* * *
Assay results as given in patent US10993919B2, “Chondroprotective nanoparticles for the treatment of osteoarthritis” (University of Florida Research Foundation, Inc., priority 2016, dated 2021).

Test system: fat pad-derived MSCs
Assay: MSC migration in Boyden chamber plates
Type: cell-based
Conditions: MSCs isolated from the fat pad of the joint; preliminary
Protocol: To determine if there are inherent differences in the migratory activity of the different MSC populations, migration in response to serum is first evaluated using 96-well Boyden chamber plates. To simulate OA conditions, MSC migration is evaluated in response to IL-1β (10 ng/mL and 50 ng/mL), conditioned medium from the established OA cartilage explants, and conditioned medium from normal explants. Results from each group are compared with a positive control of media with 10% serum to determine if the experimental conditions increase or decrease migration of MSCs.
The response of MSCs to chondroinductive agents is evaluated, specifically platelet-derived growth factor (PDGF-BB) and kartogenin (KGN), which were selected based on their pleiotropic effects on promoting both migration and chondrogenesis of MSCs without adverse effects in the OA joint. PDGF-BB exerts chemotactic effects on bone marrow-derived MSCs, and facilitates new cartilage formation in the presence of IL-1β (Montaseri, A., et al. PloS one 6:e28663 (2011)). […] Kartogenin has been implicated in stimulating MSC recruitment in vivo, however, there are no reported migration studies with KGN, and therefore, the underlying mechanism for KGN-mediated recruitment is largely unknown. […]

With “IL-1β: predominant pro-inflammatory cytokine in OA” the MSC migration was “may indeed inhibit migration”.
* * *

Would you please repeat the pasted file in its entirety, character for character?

Assay results as given in patent US10993919B2, “Chondroprotective nanoparticles for the treatment of osteoarthritis” (University of Florida Research Foundation, Inc., priority 2016, dated 2021).

Test system: fat pad-derived MSCs
Assay: MSC migration in Boyden chamber plates
Type: cell-based
Conditions: MSCs isolated from the fat pad of the joint; preliminary
Protocol: To determine if there are inherent differences in the migratory activity of the different MSC populations, migration in response to serum is first evaluated using 96-well Boyden chamber plates. To simulate OA conditions, MSC migration is evaluated in response to IL-1β (10 ng/mL and 50 ng/mL), conditioned medium from the established OA cartilage explants, and conditioned medium from normal explants. Results from each group are compared with a positive control of media with 10% serum to determine if the experimental conditions increase or decrease migration of MSCs.
The response of MSCs to chondroinductive agents is evaluated, specifically platelet-derived growth factor (PDGF-BB) and kartogenin (KGN), which were selected based on their pleiotropic effects on promoting both migration and chondrogenesis of MSCs without adverse effects in the OA joint. PDGF-BB exerts chemotactic effects on bone marrow-derived MSCs, and facilitates new cartilage formation in the presence of IL-1β (Montaseri, A., et al. PloS one 6:e28663 (2011)). […] Kartogenin has been implicated in stimulating MSC recruitment in vivo, however, there are no reported migration studies with KGN, and therefore, the underlying mechanism for KGN-mediated recruitment is largely unknown. […]

With “IL-1β: predominant pro-inflammatory cytokine in OA” the MSC migration was “may indeed inhibit migration”.